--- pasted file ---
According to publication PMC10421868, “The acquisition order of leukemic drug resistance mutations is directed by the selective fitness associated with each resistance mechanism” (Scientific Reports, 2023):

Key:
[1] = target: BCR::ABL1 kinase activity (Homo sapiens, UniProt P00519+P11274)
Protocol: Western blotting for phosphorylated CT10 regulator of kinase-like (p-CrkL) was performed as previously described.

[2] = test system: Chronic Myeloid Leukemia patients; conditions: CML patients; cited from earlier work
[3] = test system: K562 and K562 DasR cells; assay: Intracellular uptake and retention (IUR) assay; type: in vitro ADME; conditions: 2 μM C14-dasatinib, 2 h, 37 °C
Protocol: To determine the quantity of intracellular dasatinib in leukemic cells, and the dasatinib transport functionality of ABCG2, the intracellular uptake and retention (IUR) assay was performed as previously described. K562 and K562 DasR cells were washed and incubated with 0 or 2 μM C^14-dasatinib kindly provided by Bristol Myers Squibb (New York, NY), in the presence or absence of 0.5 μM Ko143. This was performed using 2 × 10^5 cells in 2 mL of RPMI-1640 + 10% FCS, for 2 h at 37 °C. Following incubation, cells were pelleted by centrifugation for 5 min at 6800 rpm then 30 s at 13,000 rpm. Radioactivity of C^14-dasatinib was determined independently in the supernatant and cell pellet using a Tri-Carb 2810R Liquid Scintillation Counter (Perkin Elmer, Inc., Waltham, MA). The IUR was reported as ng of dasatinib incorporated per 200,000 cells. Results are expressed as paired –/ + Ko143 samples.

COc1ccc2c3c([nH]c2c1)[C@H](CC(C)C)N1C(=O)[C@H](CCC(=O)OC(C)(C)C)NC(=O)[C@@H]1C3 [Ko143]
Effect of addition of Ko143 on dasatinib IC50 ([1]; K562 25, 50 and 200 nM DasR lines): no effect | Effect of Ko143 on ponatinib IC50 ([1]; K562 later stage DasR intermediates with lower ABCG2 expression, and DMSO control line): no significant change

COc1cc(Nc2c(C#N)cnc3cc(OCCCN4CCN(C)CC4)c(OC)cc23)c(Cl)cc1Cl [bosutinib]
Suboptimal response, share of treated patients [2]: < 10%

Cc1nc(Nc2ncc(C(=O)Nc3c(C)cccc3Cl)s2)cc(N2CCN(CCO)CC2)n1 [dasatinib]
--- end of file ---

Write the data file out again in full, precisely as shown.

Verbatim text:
According to publication PMC10421868, “The acquisition order of leukemic drug resistance mutations is directed by the selective fitness associated with each resistance mechanism” (Scientific Reports, 2023):

Key:
[1] = target: BCR::ABL1 kinase activity (Homo sapiens, UniProt P00519+P11274)
Protocol: Western blotting for phosphorylated CT10 regulator of kinase-like (p-CrkL) was performed as previously described.

[2] = test system: Chronic Myeloid Leukemia patients; conditions: CML patients; cited from earlier work
[3] = test system: K562 and K562 DasR cells; assay: Intracellular uptake and retention (IUR) assay; type: in vitro ADME; conditions: 2 μM C14-dasatinib, 2 h, 37 °C
Protocol: To determine the quantity of intracellular dasatinib in leukemic cells, and the dasatinib transport functionality of ABCG2, the intracellular uptake and retention (IUR) assay was performed as previously described. K562 and K562 DasR cells were washed and incubated with 0 or 2 μM C^14-dasatinib kindly provided by Bristol Myers Squibb (New York, NY), in the presence or absence of 0.5 μM Ko143. This was performed using 2 × 10^5 cells in 2 mL of RPMI-1640 + 10% FCS, for 2 h at 37 °C. Following incubation, cells were pelleted by centrifugation for 5 min at 6800 rpm then 30 s at 13,000 rpm. Radioactivity of C^14-dasatinib was determined independently in the supernatant and cell pellet using a Tri-Carb 2810R Liquid Scintillation Counter (Perkin Elmer, Inc., Waltham, MA). The IUR was reported as ng of dasatinib incorporated per 200,000 cells. Results are expressed as paired –/ + Ko143 samples.

COc1ccc2c3c([nH]c2c1)[C@H](CC(C)C)N1C(=O)[C@H](CCC(=O)OC(C)(C)C)NC(=O)[C@@H]1C3 [Ko143]
Effect of addition of Ko143 on dasatinib IC50 ([1]; K562 25, 50 and 200 nM DasR lines): no effect | Effect of Ko143 on ponatinib IC50 ([1]; K562 later stage DasR intermediates with lower ABCG2 expression, and DMSO control line): no significant change

COc1cc(Nc2c(C#N)cnc3cc(OCCCN4CCN(C)CC4)c(OC)cc23)c(Cl)cc1Cl [bosutinib]
Suboptimal response, share of treated patients [2]: < 10%

Cc1nc(Nc2ncc(C(=O)Nc3c(C)cccc3Cl)s2)cc(N2CCN(CCO)CC2)n1 [dasatinib]